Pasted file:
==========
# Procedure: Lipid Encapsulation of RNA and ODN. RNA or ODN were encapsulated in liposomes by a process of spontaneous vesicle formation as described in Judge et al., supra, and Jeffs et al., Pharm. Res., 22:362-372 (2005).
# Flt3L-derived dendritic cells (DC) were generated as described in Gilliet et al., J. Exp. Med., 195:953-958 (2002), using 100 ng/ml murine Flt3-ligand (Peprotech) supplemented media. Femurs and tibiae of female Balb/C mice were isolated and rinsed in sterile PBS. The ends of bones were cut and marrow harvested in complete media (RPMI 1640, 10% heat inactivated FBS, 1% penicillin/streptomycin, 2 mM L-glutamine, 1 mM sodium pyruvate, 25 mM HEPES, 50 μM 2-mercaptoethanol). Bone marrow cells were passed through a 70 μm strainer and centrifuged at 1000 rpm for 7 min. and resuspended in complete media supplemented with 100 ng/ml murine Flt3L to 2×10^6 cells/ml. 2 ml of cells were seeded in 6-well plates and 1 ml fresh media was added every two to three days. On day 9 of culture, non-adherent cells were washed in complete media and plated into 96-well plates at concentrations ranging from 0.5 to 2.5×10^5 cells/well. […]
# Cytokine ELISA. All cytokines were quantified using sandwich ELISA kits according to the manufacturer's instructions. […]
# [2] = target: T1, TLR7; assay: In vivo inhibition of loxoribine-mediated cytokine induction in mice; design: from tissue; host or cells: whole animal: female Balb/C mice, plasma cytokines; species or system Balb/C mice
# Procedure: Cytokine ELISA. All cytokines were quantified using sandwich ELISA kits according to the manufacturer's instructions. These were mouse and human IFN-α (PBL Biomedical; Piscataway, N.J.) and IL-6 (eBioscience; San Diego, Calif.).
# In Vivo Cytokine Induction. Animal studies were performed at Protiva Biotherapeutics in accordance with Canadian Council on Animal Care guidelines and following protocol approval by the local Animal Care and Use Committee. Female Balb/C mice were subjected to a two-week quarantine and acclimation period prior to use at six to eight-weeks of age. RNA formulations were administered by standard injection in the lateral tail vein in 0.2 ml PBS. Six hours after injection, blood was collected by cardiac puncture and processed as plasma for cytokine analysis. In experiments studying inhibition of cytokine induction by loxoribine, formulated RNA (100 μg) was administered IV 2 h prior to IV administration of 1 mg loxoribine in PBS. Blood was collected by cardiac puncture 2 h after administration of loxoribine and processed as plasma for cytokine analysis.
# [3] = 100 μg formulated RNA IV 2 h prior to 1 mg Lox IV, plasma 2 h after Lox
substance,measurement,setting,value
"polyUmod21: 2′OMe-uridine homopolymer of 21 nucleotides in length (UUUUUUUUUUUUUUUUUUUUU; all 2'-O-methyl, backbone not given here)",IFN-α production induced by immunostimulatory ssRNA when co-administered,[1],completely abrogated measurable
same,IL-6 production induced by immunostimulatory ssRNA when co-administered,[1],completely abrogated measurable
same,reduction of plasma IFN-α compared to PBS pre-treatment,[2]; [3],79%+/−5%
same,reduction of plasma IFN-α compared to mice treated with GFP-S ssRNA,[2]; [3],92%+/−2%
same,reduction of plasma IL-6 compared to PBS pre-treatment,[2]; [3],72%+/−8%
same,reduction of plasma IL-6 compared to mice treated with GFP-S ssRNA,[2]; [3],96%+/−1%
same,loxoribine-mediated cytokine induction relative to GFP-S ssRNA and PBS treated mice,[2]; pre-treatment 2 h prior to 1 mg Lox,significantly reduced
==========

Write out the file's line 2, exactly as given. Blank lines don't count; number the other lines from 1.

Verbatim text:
# Flt3L-derived dendritic cells (DC) were generated as described in Gilliet et al., J. Exp. Med., 195:953-958 (2002), using 100 ng/ml murine Flt3-ligand (Peprotech) supplemented media. Femurs and tibiae of female Balb/C mice were isolated and rinsed in sterile PBS. The ends of bones were cut and marrow harvested in complete media (RPMI 1640, 10% heat inactivated FBS, 1% penicillin/streptomycin, 2 mM L-glutamine, 1 mM sodium pyruvate, 25 mM HEPES, 50 μM 2-mercaptoethanol). Bone marrow cells were passed through a 70 μm strainer and centrifuged at 1000 rpm for 7 min. and resuspended in complete media supplemented with 100 ng/ml murine Flt3L to 2×10^6 cells/ml. 2 ml of cells were seeded in 6-well plates and 1 ml fresh media was added every two to three days. On day 9 of culture, non-adherent cells were washed in complete media and plated into 96-well plates at concentrations ranging from 0.5 to 2.5×10^5 cells/well. […]